A life-sized recreation of a first grade classroom in the village of Thuye’dan, Myanmar, “The Sick Classroom” features 27 wooden sculptures set in a seemingly tranquil educational environment. But on the political context of the country, the artwork calls to attention the social malady that plagues Myanmar. Since a violent demonstration led by university students broke out in 1988, General Ne Win’s government has imposed complete surveillance and censorship of education. To the artist, the age group of the first grade children is a threshold into formal education and social mobility and the installation expresses her concern and anxiety over their monitored future.


“Road to Nirvana” by Po Po, Myanmar



Po Po’s “Road to Nirvana” takes pedestrian walking along the path at Fort Canning Part through a visually stimulating journey. Tailored specifically to blend seamlessly with the site, the installation showcases delicate strings woven between trees. The phosphorescent coating of the strings illuminates the park’s pathways during evening hours while the ringing of their small bells adds a layer to the experience. With its multi-sensory approach, the artist hopes that visitors and passersby will be more appreciative of their journey and attain a sense of peace. And may this peace bring them one step closer to nirvana – a state of enlightenment.


“Crystal Palace: The Great Exhibition of the Works of Industry of All Nuclear Nations” by Ken and Julia Yonetani, Australia



Conceived in response to the 2011 Fukushima Daiichi nuclear disaster in Japan andnamed after the grandiose glass building designed for 1851 Great Exhibition in London, this installation is a collection of 31 antique chandeliers that have been refitted with uranium glass and UV lighting. The number of the artwork symbolizes the 31 nuclear nations in the world and the size of each chandelier corresponds to the number of operating nuclear plants in one of those 31 nations. Once switched on, the lighting bulbs cause the glass beads to glow a phosphorescent green, a haunting consequence of human ambition and technological development.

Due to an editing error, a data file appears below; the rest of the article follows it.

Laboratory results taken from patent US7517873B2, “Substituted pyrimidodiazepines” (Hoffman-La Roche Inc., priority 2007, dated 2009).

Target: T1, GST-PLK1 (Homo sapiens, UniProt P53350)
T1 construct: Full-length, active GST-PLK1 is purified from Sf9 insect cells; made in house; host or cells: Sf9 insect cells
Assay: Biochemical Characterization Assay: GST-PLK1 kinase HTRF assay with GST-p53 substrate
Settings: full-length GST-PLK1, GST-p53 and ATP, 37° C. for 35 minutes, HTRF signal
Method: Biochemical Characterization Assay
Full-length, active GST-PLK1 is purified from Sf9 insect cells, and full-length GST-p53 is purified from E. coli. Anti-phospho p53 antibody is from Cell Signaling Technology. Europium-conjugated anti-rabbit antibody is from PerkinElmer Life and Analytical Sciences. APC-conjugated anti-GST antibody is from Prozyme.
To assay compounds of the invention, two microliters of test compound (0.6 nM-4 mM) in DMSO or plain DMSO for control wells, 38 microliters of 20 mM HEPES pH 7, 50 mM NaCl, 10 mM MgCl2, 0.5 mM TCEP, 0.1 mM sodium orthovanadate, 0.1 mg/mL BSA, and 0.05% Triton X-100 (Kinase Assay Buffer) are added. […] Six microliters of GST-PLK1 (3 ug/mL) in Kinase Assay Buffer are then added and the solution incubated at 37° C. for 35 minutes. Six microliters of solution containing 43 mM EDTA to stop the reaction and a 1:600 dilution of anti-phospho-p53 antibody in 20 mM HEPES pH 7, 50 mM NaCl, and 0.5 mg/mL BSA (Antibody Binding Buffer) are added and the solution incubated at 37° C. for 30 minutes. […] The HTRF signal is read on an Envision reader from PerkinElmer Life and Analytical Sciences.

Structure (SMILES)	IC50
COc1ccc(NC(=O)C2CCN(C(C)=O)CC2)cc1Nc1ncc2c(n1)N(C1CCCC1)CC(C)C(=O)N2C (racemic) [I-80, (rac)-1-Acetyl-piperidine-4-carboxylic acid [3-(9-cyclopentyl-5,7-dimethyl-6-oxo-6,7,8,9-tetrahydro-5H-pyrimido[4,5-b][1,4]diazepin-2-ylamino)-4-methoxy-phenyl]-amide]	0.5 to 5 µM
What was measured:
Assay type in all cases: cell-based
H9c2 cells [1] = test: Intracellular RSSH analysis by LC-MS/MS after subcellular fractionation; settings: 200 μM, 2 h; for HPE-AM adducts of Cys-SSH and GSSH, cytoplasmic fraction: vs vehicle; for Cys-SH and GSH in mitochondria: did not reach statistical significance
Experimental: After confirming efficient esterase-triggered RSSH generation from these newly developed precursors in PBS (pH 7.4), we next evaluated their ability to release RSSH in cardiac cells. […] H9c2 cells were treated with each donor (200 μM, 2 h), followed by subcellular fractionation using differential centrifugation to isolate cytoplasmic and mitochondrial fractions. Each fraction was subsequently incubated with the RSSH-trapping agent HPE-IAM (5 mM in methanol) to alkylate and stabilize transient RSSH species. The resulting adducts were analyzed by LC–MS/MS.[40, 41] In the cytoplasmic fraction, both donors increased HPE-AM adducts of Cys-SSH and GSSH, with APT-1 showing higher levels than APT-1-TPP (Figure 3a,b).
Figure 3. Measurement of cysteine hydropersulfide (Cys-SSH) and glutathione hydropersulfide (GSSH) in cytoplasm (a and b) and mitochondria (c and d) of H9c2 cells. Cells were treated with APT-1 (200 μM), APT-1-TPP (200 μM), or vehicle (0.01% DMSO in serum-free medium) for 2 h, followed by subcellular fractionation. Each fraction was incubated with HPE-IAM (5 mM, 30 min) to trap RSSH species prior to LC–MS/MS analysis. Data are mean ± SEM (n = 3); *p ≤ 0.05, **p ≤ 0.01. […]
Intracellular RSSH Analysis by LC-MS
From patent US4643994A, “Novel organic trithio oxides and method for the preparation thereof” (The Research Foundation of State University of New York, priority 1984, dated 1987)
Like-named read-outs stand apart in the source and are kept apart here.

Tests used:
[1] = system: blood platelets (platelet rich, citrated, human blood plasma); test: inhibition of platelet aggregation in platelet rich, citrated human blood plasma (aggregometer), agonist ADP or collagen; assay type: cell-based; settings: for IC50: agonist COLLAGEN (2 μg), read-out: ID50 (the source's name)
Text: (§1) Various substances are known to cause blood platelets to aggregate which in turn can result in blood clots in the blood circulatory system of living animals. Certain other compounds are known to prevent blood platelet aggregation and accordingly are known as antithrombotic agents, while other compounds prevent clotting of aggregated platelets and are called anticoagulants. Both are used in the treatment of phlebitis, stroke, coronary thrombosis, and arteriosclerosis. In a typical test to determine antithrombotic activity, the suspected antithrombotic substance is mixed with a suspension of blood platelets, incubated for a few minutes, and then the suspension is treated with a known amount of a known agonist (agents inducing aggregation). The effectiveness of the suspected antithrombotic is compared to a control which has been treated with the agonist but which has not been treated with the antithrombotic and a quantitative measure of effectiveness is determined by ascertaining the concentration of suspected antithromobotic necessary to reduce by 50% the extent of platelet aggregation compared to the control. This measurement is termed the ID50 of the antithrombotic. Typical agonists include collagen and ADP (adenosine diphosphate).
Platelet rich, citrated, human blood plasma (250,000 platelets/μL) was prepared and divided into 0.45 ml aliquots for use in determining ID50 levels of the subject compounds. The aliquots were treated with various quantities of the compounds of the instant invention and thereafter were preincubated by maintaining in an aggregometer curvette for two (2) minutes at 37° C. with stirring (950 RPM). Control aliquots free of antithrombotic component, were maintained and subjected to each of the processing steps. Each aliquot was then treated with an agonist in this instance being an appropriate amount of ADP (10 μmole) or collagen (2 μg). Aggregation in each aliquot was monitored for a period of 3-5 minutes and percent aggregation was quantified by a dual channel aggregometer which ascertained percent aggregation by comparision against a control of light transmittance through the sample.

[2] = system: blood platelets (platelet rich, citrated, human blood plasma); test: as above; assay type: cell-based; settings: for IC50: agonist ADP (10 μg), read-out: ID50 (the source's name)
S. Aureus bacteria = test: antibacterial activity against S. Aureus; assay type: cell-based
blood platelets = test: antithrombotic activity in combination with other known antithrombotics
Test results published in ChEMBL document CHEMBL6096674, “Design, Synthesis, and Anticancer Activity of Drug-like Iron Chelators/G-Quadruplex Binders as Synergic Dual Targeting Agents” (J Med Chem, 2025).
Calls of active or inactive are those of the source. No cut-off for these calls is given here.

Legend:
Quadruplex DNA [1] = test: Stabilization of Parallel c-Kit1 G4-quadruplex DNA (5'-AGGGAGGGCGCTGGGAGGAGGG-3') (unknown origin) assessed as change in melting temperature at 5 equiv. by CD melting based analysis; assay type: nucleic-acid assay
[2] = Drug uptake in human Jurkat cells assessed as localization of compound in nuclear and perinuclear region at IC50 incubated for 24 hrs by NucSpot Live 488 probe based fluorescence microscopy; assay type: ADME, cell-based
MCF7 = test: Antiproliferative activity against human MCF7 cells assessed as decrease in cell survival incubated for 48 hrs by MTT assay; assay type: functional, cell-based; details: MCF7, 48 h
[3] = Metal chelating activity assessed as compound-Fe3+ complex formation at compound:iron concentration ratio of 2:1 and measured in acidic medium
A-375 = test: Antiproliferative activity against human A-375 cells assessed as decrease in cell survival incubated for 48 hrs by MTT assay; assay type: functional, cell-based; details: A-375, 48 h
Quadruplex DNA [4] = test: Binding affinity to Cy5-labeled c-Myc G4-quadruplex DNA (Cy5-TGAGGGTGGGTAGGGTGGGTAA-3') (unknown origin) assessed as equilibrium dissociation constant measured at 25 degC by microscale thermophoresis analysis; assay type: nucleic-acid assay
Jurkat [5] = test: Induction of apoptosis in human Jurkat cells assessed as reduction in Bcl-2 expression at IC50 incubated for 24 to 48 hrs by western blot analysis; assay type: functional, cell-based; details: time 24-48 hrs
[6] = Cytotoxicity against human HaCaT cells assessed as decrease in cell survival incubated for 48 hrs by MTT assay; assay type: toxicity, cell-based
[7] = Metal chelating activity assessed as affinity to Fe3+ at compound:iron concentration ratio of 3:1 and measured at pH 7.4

“Peace Can Be Realized Even Without Order” by TeamLab, Japan



Formed in 2001, Tokyo-based teamLab is made of architects, CG animators, graphic designers, artists, editors, programmers and mathematicians. With their combined expertise, this ultra-technologists group aims to create works that blur the boundaries of various fields. Created with supports from Intel, Sony and Taisei Construction Company, “Peace Can Be Realized Even Without Order” is an interactive digital installation inspired by the transcendental experiences of primitive dance and indigenous festivals in Japan, where an entire symphony of music and dance can be orchestrated without a conductor. Various animated figures – spanning the gamut from ancient Japanese people to dancing animals, each emits a particular sound– are projected into transparent surfaces, set in a mirrored room which multiplies the visuals to infinity. Each projected character comes with a sensor that detects the movement of the visitors, creating an organic response that would ripple throughout the installations.


Singapore Biennale 2013 runs until 16 February 2014 at Singapore Art Museum, SAM at 8Q, National Museum of Singapore,Peranakan Museum. Exhibitions open from 10Am to 7PM daily (last admission at 6:15PM) Admission fees: Adult SGD10, student and seniors SGD5. Free admission for all visitors to Biennale artworks at Fort Canning Park, National Library Building, Waterloo Centre and Our Museum@TamanJurong.